These and other social and cultural complexities make it difficult to assess health disparities in a way that allows for simple solutions. A layered approach, mixing culturally sensitive physician and patient education, finding new ways of collecting and analyzing data, and pushing the boundaries of innovation will provide a long term solution for women with heart disease.
Part of WIN’s mission is to increase the number of women in the field of interventional cardiology. The goal is not only to assist female physicians in fulfilling their own professional goals, but to assist in diversifying the cardiology workforce (in which women are woefully underrepresented). WIN’s belief is that a more diverse workforce will allow for a diversified and effective approach to the care of different patient populations. Specifically, a more effective approach to the diagnosis and treatment of women with heart disease.
At a healthcare disparities hearing on Capitol Hill this morning, Dr. Lawrence Tabak, Deputy Director of the National Insitutes of Health (NIH) noted that the NIH is working to diversify its own workforce. He emphasized that diversifying the workforce of any organization is vital to its success, and suggested that as individuals we all carry our own, unrealized biases into our work places. Biased thinking can lead to slowed progress at best and discrimination at worst, and is clearly something to actively try to avoid.
In his talk, Dr. Tabak made mention of a Harvard-based program called Project Implicit. Project Implicit was born out of the theory that people don’t always “know their minds,” and that this lack of understanding can lead to unintended biased decision making. Visit the site and take the Implicit Association Test to uncover your own biases. You might be surprised at what you find.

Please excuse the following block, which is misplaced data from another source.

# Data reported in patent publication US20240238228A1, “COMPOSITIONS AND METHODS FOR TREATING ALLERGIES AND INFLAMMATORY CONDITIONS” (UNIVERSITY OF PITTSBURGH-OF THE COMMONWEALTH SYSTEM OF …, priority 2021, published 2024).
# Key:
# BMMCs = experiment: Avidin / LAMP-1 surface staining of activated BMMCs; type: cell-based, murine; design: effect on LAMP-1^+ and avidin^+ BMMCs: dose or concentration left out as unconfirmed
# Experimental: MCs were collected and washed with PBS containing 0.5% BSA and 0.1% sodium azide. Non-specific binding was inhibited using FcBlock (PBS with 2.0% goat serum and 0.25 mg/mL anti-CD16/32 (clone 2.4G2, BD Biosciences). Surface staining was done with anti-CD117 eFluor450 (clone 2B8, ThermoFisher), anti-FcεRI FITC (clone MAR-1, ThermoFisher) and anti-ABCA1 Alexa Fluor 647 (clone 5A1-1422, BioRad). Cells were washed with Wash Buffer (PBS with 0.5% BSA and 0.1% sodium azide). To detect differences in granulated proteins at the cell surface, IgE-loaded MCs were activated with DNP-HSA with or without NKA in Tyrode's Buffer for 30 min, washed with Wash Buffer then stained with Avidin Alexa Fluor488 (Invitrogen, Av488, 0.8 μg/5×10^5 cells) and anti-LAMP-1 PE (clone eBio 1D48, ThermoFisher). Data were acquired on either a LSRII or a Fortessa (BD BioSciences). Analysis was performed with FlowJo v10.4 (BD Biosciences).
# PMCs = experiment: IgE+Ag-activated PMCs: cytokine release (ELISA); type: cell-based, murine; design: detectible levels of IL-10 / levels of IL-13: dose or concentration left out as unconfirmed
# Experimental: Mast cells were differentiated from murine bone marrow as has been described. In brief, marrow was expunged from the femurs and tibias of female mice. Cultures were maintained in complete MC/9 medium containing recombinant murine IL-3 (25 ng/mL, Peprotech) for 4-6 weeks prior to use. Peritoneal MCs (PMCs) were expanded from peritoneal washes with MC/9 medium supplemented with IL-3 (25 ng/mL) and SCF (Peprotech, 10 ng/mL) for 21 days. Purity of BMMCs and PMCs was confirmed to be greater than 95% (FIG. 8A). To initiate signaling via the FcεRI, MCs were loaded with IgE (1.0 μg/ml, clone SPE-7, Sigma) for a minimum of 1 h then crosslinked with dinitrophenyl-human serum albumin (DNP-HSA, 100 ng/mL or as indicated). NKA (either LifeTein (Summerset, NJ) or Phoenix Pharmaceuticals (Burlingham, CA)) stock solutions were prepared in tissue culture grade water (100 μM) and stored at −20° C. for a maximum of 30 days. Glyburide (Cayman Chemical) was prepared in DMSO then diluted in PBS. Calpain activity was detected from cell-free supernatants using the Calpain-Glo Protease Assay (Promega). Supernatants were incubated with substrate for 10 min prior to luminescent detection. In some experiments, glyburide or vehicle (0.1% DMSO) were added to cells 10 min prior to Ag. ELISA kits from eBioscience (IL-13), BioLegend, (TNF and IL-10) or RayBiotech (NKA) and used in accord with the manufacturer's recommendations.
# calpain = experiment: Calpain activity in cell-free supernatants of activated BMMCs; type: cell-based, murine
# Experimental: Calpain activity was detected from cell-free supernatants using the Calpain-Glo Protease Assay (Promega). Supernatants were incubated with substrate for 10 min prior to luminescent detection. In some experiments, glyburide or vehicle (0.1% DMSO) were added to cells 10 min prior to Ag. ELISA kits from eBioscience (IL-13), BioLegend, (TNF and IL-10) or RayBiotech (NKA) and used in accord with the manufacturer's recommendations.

A new study in the March issue of JACC pooled data from three DES trials (SIRTAX, LEADERS and RESOLUTE) to study sex-based differences in DES usage. Study findings were summarized as follows;
• Women undergoing PCI with the unrestricted use of DES differ from their male counterparts and are typically older, have more cardiovascular risk factors except for smoking and a lower degree of angiographic complexity as assessed by the SYNTAX score.
• After controlling for baseline differences, women undergoing PCI with DES have a similar risk of cardiac death and MI as compared with men through two years of follow-up.
• DES achieves equivalent safety and efficacy in women and men with similar results in terms of stent thrombosis, repeat revascularization and angiographic outcomes through two years of follow-up.
“So, have we answered most of the questions with regard to cardiac differences between men and women? Not by a long shot,” wrote editorialist and WIN Member Cindy L. Grines, MD.
WIN plans to host a second gender data forum in September of 2012. This time the focus will be on devices (the first forum, held in December of 2011 was focused on ACS/AMI drug trials). WIN aims to further explore differences in prevalence, mechanism, manifestation and treatment of cardiovascular disease in women.
To view the JACC article, click HERE.
To view additional editorial comments from Cardiovascular Business, click HERE.